I called for police reinforcement, not military – Ejura Police Commander

Ejura Police Commander. DSP Philip Hammond

The Ejura District Police Commander, DSP Philip Hammond, has stated that he had no hand in the military’s deployment to the area after the protest over the killing of social activist, Ibrahim Muhammed, alias Kaaka escalated.

Responding to questions posed to him by the members of the three-member ministerial committee probing the chaos in Ejura, DSP Hammond insisted that while he requested for backup when the protestors began to overwhelm his officers, there was no specific call for military deployment.

“I called for reinforcement, and my Divisional Commander assured me that a reinforcement team would be brought. The team that came comprised soldiers and police officers,” he told the committee.

He conceded to the committee that his team was not adequately resourced to deal with the situation, hence his request for reinforcement.

“Not all of [the police officers on the grounds] were armed. Under normal circumstances, not everyone is armed, only a few are,” he said.

“I requested, through my Divisional Commander, for backup, and I knew very well that when he deployed personnel to augment my team, he would give them the needed logistics to come and support us.”

When asked whether he knew whether officers from the joint police and military task force, Operation Calm Life, had been deployed, DSP Hammond replied “no”.

“We were only informed that a military team had been deployed, and they would arrive there with a police team from the regional command. So where they came from, I cannot tell,” he added.

“We only requested for backup, but in the wisdom of our authorities, maybe they felt they had to bring in more.”

The Ashanti Regional Minister, Simon Osei Mensah, had earlier admitted that he requested a military deployment in the area during the chaos, in his capacity as the Chairman of the Regional Security Council.

He defended his decision, explaining that having learned that the youth had planned to attack the police station in Ejura, he believed military support was needed.

“I called on the military, as the Chairman of the Regional Security Council (REGSEC), to be a backup a day before the incident. I did that based on intelligence I gathered that the youth had planned to go and burn the police station in the town and the homes of the two suspects the police have arrested after the burial of Kaaka.”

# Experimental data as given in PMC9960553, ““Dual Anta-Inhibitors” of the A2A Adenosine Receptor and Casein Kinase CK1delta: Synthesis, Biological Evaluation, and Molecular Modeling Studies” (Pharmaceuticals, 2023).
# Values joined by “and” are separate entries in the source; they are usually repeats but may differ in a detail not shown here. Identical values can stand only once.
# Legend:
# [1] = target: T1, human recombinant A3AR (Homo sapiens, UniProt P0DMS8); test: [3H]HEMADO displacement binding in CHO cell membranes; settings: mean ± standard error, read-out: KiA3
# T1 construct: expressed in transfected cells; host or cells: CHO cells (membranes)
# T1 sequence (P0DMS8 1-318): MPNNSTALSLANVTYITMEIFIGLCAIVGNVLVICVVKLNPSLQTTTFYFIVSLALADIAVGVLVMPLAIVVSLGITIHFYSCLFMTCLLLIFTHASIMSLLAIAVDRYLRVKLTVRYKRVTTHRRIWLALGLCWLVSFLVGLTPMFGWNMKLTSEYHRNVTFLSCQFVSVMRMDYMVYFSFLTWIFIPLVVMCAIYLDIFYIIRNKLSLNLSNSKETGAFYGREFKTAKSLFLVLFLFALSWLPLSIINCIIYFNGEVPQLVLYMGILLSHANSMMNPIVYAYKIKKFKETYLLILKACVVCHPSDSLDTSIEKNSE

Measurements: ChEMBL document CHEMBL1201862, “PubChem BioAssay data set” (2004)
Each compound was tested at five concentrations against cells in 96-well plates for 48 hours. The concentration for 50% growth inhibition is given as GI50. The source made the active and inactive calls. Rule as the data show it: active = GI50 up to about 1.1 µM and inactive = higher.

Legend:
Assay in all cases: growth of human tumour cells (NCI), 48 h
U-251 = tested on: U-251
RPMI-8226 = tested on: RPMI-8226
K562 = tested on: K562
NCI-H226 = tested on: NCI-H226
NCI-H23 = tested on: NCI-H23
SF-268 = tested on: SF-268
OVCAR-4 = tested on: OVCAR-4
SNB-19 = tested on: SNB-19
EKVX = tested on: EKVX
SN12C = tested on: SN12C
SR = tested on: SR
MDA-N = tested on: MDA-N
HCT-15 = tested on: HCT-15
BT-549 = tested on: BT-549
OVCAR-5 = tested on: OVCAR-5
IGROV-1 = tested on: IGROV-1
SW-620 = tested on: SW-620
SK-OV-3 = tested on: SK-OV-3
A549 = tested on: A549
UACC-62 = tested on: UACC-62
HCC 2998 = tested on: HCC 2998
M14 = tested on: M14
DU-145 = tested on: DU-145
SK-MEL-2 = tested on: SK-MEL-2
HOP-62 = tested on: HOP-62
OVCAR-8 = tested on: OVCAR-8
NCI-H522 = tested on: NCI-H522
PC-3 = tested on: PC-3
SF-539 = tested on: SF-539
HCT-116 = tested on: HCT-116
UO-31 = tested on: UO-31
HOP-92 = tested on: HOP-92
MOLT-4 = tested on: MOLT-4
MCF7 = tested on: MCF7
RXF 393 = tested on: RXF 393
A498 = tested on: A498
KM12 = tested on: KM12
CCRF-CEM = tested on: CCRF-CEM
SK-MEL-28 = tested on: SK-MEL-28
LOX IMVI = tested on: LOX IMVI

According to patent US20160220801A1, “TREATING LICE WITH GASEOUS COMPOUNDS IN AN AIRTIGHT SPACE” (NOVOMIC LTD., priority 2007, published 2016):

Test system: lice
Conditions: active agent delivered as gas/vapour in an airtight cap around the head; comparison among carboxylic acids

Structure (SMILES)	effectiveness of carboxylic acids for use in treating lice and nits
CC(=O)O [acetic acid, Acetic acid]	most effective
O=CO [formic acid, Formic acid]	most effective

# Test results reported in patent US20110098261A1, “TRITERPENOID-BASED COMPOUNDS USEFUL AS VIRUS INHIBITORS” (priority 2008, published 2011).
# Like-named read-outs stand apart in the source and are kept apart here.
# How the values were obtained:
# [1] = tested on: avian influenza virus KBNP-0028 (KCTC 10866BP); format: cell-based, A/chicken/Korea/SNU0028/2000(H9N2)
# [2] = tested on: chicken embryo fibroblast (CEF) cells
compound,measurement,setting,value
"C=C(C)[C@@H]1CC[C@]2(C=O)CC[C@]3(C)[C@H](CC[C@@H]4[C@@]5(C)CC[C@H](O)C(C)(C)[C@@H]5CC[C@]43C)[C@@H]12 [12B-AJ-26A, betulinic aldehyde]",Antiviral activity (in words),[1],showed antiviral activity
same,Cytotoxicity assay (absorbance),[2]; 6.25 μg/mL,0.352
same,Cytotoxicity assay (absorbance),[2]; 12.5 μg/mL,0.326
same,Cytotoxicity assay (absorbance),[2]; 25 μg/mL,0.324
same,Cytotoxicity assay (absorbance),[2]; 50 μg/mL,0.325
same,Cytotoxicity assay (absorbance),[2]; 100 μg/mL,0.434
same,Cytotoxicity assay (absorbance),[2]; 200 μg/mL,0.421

“It is very unfortunate what happened, but this isn’t the first time the military has been called upon to assist the police. It is a strategy I have used since 2017.”

Although the Minister faced some criticism for his unilateral call, the General Officer Commanding of the Central Command, Brigadier General Joseph Aphour said the decision was timely.

“But if not for what we did together with the police in Ejura, I can bet you that there would have been more deaths to civilians. I believe the judgement he [the Regional Minister] gave by inviting us to intervene was the right one,” he told the Committee.

The killing of Ibrahim Muhammed, alias Kaaka, in June incited protests from the youth in the area.

Two others were killed after the military, called in when the protests escalated, opened fire on residents.

The deaths and the military’s approach have been widely criticised, leading to the President, Nana Akufo-Addo ordering the Interior Minister, Ambrose Dery to undertake a public inquiry into the incident.

Mr. Dery subsequently set up the three-member committee, which held its second public hearing on Wednesday. — CNR


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